Good questions are the starting point
Can PEER help us build a survey?
Yes. But first, let's step back and take a systematic look at who needs what kind of data to make what kind of decisions. Often times there are better and/or cheaper ways to get the decision and action support that led you to want a survey in the first place.
How do we include evaluation in a grant?
Most grants require some level of evaluation. PEER can help you write that section of the proposal. In the process, we can often contribute valuable feedback on other parts of the proposal as well. It is possible to do this on short notice, but the more time we collectively have to put together a dynamite proposal the better.
We want to start evaluating, but we don't have funding. Can PEER help us?
Yes. We can help you start laying the groundwork for doing low-cost evaluation on your own, and/or we can partner with you in seeking external sources to fund more in-depth evaluation work.
How can we justify our program to funders or bosses?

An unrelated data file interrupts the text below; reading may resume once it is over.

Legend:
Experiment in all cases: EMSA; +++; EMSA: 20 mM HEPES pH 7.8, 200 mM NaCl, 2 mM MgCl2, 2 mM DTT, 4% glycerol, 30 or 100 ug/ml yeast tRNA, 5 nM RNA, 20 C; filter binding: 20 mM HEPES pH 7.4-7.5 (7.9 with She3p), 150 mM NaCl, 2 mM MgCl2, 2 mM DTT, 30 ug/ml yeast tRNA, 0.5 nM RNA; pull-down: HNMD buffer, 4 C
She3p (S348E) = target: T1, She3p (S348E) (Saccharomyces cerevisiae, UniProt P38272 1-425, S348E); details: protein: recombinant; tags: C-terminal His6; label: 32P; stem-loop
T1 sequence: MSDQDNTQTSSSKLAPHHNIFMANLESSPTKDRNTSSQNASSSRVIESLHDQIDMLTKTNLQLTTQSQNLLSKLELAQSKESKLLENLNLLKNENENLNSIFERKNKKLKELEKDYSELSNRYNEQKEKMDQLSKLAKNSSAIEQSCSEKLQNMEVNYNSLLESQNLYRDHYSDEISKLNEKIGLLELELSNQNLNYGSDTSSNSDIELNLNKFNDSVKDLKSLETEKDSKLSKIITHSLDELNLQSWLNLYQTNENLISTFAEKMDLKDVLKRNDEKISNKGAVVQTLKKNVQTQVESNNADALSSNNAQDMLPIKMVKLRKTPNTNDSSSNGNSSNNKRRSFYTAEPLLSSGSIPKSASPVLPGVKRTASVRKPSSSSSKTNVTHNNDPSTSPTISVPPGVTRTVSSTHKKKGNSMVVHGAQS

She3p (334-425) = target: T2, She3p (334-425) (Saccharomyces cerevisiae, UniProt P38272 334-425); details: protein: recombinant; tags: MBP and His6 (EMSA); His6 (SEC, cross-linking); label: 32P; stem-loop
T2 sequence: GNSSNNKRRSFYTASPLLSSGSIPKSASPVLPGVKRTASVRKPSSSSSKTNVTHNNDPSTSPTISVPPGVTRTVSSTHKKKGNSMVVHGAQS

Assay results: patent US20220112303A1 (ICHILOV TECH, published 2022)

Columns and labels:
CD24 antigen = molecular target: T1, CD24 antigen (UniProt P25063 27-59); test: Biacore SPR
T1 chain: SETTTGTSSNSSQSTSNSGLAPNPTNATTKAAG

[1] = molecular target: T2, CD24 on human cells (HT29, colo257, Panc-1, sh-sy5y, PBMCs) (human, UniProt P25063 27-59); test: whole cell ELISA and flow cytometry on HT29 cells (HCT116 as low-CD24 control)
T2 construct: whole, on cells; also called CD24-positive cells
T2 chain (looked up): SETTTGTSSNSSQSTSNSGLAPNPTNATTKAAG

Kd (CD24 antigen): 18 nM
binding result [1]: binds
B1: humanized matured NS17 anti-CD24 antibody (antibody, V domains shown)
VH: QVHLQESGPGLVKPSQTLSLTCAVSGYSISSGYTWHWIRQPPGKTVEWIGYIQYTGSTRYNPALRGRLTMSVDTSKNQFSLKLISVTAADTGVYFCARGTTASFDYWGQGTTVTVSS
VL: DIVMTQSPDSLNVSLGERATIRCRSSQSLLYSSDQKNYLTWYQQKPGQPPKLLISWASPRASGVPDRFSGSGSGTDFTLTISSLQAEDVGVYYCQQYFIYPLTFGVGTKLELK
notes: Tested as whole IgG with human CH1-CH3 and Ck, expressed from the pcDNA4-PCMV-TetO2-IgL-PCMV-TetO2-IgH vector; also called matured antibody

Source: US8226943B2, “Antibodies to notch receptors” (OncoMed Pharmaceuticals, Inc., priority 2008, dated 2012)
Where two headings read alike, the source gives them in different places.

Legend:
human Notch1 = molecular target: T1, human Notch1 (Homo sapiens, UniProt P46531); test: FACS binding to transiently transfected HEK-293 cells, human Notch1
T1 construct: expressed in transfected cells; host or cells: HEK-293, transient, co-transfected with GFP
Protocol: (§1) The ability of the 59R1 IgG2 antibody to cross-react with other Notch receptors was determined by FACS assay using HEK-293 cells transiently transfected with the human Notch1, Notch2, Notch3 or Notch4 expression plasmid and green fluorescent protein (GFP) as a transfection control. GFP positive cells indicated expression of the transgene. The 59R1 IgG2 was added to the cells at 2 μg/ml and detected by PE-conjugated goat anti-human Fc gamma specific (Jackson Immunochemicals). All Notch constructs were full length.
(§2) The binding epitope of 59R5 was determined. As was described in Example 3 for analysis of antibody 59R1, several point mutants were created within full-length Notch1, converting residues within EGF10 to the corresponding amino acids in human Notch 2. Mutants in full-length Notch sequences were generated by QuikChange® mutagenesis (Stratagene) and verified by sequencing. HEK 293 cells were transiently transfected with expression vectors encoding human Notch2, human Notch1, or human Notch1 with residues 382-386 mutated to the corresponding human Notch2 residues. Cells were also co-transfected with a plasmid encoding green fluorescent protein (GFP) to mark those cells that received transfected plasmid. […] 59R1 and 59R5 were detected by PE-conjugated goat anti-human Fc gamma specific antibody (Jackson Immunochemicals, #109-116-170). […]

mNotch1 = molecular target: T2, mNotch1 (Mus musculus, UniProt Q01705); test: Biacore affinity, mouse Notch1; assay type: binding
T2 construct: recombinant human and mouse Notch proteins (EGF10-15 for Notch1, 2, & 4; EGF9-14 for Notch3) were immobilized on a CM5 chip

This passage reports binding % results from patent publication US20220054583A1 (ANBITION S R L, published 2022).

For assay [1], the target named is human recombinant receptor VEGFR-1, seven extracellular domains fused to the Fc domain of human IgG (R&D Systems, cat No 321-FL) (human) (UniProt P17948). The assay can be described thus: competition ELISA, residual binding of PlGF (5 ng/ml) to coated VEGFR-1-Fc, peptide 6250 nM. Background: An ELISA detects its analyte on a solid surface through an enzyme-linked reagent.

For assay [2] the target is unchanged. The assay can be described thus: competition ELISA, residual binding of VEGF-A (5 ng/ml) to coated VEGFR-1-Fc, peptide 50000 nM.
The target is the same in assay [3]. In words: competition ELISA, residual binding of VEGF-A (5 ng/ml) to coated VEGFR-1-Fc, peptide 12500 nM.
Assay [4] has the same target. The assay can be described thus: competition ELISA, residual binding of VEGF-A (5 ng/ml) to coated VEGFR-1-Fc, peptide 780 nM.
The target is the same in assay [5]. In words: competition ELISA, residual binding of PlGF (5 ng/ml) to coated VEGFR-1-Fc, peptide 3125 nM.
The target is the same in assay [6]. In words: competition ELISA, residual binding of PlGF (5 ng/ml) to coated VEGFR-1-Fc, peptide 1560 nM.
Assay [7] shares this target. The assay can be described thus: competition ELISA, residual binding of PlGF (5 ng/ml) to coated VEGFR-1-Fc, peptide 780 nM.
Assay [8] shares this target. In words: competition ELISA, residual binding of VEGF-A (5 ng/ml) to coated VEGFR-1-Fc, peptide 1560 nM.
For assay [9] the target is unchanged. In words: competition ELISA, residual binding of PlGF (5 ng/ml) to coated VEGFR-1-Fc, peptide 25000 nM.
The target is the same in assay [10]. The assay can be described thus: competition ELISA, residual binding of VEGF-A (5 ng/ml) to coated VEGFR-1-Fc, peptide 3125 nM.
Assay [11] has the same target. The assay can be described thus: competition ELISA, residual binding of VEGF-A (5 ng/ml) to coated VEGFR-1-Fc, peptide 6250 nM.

It starts with getting clear about the decisions they make and the kind of evidence they find most compelling. Then we either collect new data or organize existing data into smart, reader friendly formats to help you make your case.
How can evaluation improve our program design or implementation?
Getting clear about a program’s underlying theory is usually the highest leverage starting point. From there you can prune activities that don’t have a direct logical connection to your priority outcomes. Then you can design data collection efforts to test the relative potency of remaining activities.
We've got too much data! Can PEER help us keep track of it?
Yes. Up front investment in organizing your data flow usually pays for itself many times over in improved effectiveness and efficiency. PEER can help you build systems to do that.
How can we make evaluation an ongoing internal function?
Most organizations need an evaluation success to build enthusiasm and buy in from a critical mass of decision makers. From there, it’s a process of envisioning (often reorganizing) staff roles and responsibilities, and gradually but systematically building individual evaluation skills and overall organizational capacity over the course of a couple of years.
Should we be thinking about doing "evaluation" or "research"?
Many large, multi-year National Science Foundation grant proposals require both evaluation and research. There is no clear recipe for how to parse these functions. The first step is getting the right partners to the table. Then those partners can discuss the most effective blend of evaluation and/or research in light of highest priority intended uses.